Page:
Atlantis landed very early July 21, 2011. This is the end of the longest period of human space flight. While the International Space Station still orbits, we have less control of our space transportation fortunes. The landing of Atlantis was very uneventful, and for the most-part, quietly observed. At the launch a few days ago, I provided a few memories from 30 years ago as the first Shuttle, Columbia, launched in 1981. As the last mission lands for the last time, I can’t help but look at the present, and gaze to the future. My memory was slightly flawed from those naive days in 1981. I hope my view of the future is just as flawed and has some subtle, dare I say, pleasant, surprises.
It is fitting that the landing – the whole mission – of STS-135, went off without a hitch. We got it right, just as the press, politicians, and much of the cynically vocal public have accused NASA of creating its own bloated problems. NASA’s problem is that the vast majority of the time, we get it right…quietly. When it goes wrong, or if people ask questions about why resources are necessary to get each detail right, then there are ignorant rants about waste.
I noted one person on Facebook this morning, paraphrasing an aerospace periodical, sharing confidently that SpaceX was about to launch a mission later this year to the Space Station, achieving two milestones, docking with and resupplying the ISS in one fell swoop. A fellow aerospace worker deadpanned that those in the know were just as confident that it wasn’t going to happen this year. “If it was that easy, everyone would be doing it.” It’s not.
As thousands of aerospace workers are turned loose, it will be interesting to see how they are absorbed into the workforce. So far the word is that the petrochemical industry is waking up to the quality of the workforce. In the wake of the BP oil spill last summer, many energy industry executives are scrambling to make prudent investments in maintenance, safety, and risk management. The stories are trickling in about how veteran aerospace engineers, technicians and managers are making a positive impact bolstering the energy industry. I’m not surprised.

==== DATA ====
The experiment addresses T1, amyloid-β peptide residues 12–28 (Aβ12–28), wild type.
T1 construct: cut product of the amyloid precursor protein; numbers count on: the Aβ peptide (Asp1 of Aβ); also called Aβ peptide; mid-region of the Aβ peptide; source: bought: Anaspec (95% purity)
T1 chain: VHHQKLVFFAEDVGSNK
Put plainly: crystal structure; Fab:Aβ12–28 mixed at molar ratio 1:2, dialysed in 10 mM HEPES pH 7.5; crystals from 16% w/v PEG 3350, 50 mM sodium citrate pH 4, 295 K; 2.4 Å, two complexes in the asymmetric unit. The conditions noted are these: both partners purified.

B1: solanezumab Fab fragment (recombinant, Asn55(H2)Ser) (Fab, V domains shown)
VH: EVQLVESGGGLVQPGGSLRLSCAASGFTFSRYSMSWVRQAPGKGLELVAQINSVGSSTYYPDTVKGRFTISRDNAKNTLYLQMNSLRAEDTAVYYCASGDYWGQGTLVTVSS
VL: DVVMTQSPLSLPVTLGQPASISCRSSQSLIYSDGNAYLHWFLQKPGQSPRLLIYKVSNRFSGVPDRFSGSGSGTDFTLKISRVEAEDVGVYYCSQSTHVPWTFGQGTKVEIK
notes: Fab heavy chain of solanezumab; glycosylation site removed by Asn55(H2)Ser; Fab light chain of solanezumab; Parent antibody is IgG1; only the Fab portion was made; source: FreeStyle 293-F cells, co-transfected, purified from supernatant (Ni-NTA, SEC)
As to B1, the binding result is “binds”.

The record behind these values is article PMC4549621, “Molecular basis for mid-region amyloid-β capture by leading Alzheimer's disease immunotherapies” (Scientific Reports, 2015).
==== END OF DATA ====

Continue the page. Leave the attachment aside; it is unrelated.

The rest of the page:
NASA is trying to shift its resources to more fundamental investments in innovative space technology – automated exploration, advanced propulsion, efficient ground support processes. It will take years to get practical results, but there will be something coming from it some day. There are and will be too many creative, visionary, and stubborn people working on it. I know the type….
The good news for my little institutional safety part of the NASA world is that when we wrestle with trying new stuff and tinkering with things that burn, go boom, or make sudden motions, there are challenges doing it in a way that doesn’t hurt people. Keeping things from going boom, or more appropriately, avoiding the worst consequences when they do go boom, takes a lot of work from my folks. We’ve got the hang of it, and we’re taking some prudent measures to avoid problems. Been there… Done that.
So, I guess it is fitting that, as the Atlantis mission came to a smooth conclusion, I was working on my new house this week. We’ll be here for a while, so I might as well get the family comfortable. We’ve got more work to do…. NASA has a lot of tinkering to do, much of it on the ground. That’s where my job is…. Perhaps as my little girl gets going to school, we will have made some progress and we’ll be ready to go back up. She will need something to look up to…. besides her daddy.